“I just had a session with Denis (Casey) like and Peter (Fitzpatrick), and the boys are scared sh**less about like … more Denis to be honest with you,” Mr Gantly said.

“Weren’t scared sh**less last week when we borrowed €820m,” Mr Kane said

Mr Gantly said he had “f**king pointed the same f**king thing out” and Mr Kane said it was “not the way to do business.”

“You scratch my back and I’ll scratch your back,” Mr Kane said.

“Sorry like, clearly these guys are getting scared stiff… in the scale of things you know,” Mr Gantly said.

He spoke about bosses calling each other.

“It needs to be boss man to boss man you know,” Mr Gantly said.

The tape was stopped and Mr Kane told Paul O’Higgins SC, prosecuting, that Anglo “were obviously disappointed” that they did not get the credit limit increase for that loan from ILP, given that they had increased their limit for ILP to €820m.

There was disappointment “we couldn’t return the favour that day,” he said.

In a later call, on October 1, 2008, Mr Kane was heard speaking to Mike D’Arcy about netting the payments.

Mr O’Higgins asked Mr Kane what the effect of the September deal was on ILP’s liquidity.

He replied that it reduced their liquidity ratio, which was seen as “worse.” Mr O’Higgins asked if there was any positive aspect to the transaction from ILP’s point of view.

“No,” he replied.

Mr Kane agreed he had carried out the transactions from beginning to end, or supervised or communicated with those who did. Although he was later informed that a set-off was not in place for unsecured deposits, during the transaction, “we believed that set off was in place.”

In cross-examination Lorcan Staines BL, defending, said Mr Kane had told the jury neither a €1bn March 2008 transaction nor the €7.2bn September deal had any benefit for ILP.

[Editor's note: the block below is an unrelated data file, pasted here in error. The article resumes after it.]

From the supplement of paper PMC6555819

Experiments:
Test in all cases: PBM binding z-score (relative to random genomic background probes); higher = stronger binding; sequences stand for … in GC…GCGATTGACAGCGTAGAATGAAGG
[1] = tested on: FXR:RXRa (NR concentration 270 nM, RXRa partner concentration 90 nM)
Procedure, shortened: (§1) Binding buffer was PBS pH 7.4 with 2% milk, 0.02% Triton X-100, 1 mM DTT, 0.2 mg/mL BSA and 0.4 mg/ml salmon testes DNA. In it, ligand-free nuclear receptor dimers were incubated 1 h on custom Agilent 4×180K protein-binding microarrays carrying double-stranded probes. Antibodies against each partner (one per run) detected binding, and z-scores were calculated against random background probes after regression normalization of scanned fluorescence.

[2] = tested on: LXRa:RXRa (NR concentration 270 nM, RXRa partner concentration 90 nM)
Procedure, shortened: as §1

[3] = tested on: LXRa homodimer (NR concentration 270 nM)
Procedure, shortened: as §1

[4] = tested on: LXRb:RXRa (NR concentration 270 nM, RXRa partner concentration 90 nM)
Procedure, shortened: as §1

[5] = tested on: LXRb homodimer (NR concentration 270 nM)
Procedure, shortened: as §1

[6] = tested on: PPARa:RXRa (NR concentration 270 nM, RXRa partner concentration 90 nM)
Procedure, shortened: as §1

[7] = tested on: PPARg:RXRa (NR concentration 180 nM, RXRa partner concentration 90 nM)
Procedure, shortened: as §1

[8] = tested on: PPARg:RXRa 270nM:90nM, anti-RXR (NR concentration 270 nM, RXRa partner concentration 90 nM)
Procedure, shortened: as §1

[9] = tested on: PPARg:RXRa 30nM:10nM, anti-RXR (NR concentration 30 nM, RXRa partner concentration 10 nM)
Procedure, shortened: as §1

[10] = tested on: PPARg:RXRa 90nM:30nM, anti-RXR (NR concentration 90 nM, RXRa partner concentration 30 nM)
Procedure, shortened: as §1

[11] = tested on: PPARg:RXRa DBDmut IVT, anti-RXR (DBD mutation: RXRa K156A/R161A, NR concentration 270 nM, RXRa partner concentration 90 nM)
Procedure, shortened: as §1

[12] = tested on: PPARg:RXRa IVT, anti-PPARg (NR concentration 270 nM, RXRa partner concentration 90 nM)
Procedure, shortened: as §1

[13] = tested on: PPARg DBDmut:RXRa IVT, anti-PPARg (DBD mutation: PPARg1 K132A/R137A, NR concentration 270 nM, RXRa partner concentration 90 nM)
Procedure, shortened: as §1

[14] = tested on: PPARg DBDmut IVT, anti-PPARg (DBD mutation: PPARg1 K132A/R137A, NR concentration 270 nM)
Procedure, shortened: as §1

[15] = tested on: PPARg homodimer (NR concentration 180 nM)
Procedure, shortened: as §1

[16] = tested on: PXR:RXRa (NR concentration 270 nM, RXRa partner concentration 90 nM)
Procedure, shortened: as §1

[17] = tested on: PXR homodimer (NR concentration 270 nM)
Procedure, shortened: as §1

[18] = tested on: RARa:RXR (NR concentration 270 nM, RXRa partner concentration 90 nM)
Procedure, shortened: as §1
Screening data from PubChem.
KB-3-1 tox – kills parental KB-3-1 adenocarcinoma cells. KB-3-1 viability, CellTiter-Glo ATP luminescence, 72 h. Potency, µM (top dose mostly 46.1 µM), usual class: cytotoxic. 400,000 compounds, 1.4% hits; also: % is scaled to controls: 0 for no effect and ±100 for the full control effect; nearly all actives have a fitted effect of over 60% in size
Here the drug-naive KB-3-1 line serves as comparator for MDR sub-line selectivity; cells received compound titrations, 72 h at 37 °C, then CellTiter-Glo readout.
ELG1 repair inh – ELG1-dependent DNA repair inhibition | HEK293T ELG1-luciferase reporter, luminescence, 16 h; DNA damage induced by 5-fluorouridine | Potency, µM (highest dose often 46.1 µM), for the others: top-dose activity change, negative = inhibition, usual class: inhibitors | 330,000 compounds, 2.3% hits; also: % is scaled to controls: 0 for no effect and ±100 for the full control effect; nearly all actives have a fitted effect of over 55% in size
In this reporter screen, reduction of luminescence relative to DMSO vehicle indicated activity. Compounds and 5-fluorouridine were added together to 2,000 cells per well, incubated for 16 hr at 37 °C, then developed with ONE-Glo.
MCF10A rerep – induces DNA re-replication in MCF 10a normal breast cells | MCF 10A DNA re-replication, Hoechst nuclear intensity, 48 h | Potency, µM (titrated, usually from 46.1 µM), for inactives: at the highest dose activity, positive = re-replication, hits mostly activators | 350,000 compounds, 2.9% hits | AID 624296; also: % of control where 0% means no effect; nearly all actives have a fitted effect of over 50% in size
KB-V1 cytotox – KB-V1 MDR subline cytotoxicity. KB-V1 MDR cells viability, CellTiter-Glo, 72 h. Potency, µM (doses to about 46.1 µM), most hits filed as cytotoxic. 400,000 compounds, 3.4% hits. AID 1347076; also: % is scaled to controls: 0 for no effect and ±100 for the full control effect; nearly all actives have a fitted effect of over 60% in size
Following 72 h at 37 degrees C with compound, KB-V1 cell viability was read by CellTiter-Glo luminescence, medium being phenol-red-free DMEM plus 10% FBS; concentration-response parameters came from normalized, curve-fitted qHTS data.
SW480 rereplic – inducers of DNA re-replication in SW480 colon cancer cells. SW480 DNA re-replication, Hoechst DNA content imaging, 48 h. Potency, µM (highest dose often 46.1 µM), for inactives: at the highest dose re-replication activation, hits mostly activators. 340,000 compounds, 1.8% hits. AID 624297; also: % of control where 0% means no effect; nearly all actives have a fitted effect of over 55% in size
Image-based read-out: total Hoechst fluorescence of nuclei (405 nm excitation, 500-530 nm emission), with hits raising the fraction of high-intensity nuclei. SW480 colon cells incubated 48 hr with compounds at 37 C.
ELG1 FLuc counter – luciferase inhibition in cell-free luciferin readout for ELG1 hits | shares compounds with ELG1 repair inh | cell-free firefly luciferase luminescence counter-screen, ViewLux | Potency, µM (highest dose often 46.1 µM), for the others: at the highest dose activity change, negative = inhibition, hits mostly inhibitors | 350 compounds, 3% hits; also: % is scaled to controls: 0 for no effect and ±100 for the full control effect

Mr Staines said this might be the small picture but if you looked at the bigger picture, Mr Kane’s answer was incorrect.

He showed the jury again an email which ILP’s “number 2,” Finance Director Peter Fitzpatrick had sent to approve the March transaction.

In it, Mr Fitzpatrick had told colleagues “to be absolutely clear, this is something the Central Bank is encouraging us to do and at 30 June we will be beneficiaries of this kind of support.”

Mr Staines said ILP had been trying to show in its accounts less reliance on European Central Bank Funding. While each transaction might only have benefitted one side, in the big picture they benefited both parties because they achieved the objective of the Irish banks helping each other, Mr Staines said.

“Absolutely, this was the green jersey agenda,” Mr Kane said.

He agreed with Mr Staines that he had been under instruction from Peter Fitzpatrick to “make sure we didn’t do anything operational that would put us in jeopardy.”

“You made the operational decision after the transaction had closed that you would net the payments for operational reasons,” Mr Staines said.

“Yes,” Mr Kane replied.

Issues had arisen as to whether there was a legally enforceable right of set off, or whether there was an intention to settle net, Mr Staines said.

He asked Mr Kane if he was saying there was no intention in advance of the transactions to settle net.

“There was no intention, no,” Mr Kane replied.

The trial continues before a jury and Judge Karen O’Connor.